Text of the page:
An anti-crime campaign launched by China in 2018 officially aimed at combating drug dealing, gambling, and other gang-related crimes is also targeting political dissidents, critics of corruption, and activists promoting use of the Tibetan language, Human Rights Watch said in a report on Friday.
Tibetan supporters of exiled spiritual leader the Dalai Lama, who is viewed by Beijing as a dangerous separatist, are also being targeted by the police, HRW said.
HRW said in its report, “China: Tibet Anti-Crime Campaign Silences Dissent” that courts in Tibetan areas of China have used “gang crime” charges to sentence at least 51 Tibetans up to 9 years in prison for peacefully petitioning or protesting issues related to religion, environmental protection, land rights, and official corruption.
Recent reports in Chinese state media meanwhile reveal that local authorities have now been ordered to use the anti-crime drive to crush support for greater freedom in Tibet, especially if critics of Chinese government policy in Tibet “can be seen as a group, as spokespeople, or as supporting the Dalai Lama”, HRW said.
A directive issued by the Tibet Autonomous Region’s (TAR) Public Security Bureau also now bans Tibetan religious figures or other “locally respected figures” from mediating local disputes, an activity not previously considered by authorities to be illegal, HRW said.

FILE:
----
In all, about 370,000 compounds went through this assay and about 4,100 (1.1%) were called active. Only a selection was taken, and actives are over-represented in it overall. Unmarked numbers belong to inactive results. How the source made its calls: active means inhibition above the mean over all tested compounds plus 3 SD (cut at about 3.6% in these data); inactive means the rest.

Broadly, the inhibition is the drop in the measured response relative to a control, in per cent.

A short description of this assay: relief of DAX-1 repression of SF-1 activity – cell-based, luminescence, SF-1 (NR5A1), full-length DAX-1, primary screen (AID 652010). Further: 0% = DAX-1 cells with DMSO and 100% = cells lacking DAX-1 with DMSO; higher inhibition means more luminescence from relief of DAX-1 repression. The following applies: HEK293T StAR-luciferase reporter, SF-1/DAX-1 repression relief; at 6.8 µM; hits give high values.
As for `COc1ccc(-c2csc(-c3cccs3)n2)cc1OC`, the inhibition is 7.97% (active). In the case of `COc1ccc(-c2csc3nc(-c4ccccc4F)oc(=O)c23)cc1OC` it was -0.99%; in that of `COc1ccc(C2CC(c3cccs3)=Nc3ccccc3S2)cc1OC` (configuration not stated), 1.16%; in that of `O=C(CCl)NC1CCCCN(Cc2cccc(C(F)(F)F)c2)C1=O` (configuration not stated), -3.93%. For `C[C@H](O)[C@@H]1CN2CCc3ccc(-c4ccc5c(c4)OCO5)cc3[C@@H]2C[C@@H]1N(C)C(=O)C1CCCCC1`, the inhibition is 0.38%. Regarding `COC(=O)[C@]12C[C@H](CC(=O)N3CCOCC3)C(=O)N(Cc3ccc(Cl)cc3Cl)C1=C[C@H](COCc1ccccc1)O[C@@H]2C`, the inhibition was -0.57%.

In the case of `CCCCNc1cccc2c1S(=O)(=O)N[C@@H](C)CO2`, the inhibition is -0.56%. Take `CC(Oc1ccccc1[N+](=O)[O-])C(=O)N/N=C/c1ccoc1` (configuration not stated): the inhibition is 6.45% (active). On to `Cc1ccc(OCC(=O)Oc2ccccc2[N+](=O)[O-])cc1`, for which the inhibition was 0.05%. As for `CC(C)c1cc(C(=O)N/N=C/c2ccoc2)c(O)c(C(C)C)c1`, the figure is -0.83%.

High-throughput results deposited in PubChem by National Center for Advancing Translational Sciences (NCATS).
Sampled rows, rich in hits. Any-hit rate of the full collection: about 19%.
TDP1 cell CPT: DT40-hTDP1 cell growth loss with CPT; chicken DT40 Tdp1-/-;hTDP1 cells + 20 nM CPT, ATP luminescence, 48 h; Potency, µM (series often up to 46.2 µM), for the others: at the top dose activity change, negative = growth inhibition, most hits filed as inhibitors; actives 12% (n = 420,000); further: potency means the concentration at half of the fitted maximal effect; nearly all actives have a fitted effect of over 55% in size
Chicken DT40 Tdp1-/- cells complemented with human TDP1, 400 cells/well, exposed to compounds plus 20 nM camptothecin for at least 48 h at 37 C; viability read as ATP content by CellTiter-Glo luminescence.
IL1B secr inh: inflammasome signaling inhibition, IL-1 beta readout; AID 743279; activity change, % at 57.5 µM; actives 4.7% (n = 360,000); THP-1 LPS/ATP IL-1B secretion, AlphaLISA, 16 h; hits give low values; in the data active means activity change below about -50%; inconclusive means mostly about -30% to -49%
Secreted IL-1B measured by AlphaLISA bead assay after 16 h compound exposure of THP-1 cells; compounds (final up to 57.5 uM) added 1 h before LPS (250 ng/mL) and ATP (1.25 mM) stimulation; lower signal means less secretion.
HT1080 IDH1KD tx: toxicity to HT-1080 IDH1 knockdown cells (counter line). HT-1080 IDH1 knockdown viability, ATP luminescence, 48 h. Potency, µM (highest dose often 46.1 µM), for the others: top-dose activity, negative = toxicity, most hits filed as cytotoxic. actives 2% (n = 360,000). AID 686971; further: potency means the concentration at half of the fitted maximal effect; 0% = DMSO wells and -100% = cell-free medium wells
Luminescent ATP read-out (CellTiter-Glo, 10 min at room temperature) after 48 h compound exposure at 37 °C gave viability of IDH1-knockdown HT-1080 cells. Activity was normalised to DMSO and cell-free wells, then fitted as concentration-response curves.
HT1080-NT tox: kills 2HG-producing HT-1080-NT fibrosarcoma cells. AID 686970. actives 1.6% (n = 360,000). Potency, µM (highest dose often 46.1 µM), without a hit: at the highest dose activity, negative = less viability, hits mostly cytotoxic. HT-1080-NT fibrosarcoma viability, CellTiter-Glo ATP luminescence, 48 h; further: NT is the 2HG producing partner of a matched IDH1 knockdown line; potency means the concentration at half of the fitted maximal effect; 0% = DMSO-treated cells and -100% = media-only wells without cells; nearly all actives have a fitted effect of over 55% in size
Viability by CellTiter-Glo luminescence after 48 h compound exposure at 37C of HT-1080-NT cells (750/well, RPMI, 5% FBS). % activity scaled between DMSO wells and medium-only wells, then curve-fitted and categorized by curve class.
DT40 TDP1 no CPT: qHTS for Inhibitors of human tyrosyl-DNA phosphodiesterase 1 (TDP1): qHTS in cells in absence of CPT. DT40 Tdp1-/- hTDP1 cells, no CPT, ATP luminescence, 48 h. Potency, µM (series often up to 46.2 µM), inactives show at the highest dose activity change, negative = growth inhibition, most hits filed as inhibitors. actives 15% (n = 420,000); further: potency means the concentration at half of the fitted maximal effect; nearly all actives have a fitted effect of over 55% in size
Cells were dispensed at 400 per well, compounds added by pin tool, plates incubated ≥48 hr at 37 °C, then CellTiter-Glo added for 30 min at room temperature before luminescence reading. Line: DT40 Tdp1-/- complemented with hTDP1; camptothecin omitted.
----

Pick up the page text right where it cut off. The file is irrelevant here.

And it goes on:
Also targeted by the campaign are attempts by Tibetan activists to protect Tibet’s environment from damage caused by Chinese mining or other infrastructure projects, efforts described by officials as an “illegal occupation [by the protesters]of land.”
China’s anti-crime campaign in Tibet “is just another way to prevent Tibetans from exercising their internationally guaranteed rights,” HRW’s China Director Sophie Richardson told RFA’s Tibetan Service this week.
“The Chinese government has long sought to criminalize any criticism raised [against it], particularly by Tibetans,” Richardson said.
A coordinated, global response to Beijing is now needed to change the ruling Chinese Communist Party’s behaviour toward Tibetans, Uyghurs, and human rights defenders in China, Richardson said, adding that “China is now also flexing its muscles within the UN system in ways that threaten UN human rights mechanisms.”
“Therefore, governments around the world need to [launch]a coordinated campaign now to make pushback a priority,” Richardson said.
“This campaign goes beyond the CCP’s regular guidelines and gives additional authority to Chinese local officials, police, and [political]leaders to detain and harass Tibetans accused of suspicious activity,” added Wangden Kyap, a senior researcher at London-based Tibet Watch.
“It’s just an excuse to crack down on Tibetans,” Kyap said, adding that the campaign has traumatized Tibetan communities and sown mistrust among Tibetans afraid of being reported by informers to the Chinese authorities. (Source: RFA)